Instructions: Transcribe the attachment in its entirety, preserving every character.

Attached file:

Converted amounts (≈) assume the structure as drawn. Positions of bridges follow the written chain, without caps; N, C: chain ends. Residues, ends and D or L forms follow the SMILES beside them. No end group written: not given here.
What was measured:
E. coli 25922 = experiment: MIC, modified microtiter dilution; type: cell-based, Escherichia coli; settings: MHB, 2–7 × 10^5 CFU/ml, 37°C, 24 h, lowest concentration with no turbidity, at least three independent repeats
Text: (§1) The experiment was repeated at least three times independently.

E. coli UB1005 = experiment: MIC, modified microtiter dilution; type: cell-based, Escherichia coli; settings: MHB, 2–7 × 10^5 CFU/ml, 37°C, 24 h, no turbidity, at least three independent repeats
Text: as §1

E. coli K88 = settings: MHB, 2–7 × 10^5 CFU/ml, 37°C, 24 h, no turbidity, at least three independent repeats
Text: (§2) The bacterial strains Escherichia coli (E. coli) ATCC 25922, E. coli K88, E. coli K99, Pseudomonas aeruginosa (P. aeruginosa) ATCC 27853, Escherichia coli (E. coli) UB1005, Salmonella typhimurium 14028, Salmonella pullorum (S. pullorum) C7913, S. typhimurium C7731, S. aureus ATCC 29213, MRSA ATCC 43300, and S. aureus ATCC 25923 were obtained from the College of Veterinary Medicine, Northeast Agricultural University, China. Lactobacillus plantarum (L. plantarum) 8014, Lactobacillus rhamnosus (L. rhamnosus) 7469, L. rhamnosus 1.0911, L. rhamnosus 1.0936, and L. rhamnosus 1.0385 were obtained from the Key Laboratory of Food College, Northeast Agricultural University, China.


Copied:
Converted amounts (≈) assume the structure as drawn. Positions of bridges follow the written chain, without caps; N, C: chain ends. Residues, ends and D or L forms follow the SMILES beside them. No end group written: not given here.
What was measured:
E. coli 25922 = experiment: MIC, modified microtiter dilution; type: cell-based, Escherichia coli; settings: MHB, 2–7 × 10^5 CFU/ml, 37°C, 24 h, lowest concentration with no turbidity, at least three independent repeats
Text: (§1) The experiment was repeated at least three times independently.

E. coli UB1005 = experiment: MIC, modified microtiter dilution; type: cell-based, Escherichia coli; settings: MHB, 2–7 × 10^5 CFU/ml, 37°C, 24 h, no turbidity, at least three independent repeats
Text: as §1

E. coli K88 = settings: MHB, 2–7 × 10^5 CFU/ml, 37°C, 24 h, no turbidity, at least three independent repeats
Text: (§2) The bacterial strains Escherichia coli (E. coli) ATCC 25922, E. coli K88, E. coli K99, Pseudomonas aeruginosa (P. aeruginosa) ATCC 27853, Escherichia coli (E. coli) UB1005, Salmonella typhimurium 14028, Salmonella pullorum (S. pullorum) C7913, S. typhimurium C7731, S. aureus ATCC 29213, MRSA ATCC 43300, and S. aureus ATCC 25923 were obtained from the College of Veterinary Medicine, Northeast Agricultural University, China. Lactobacillus plantarum (L. plantarum) 8014, Lactobacillus rhamnosus (L. rhamnosus) 7469, L. rhamnosus 1.0911, L. rhamnosus 1.0936, and L. rhamnosus 1.0385 were obtained from the Key Laboratory of Food College, Northeast Agricultural University, China.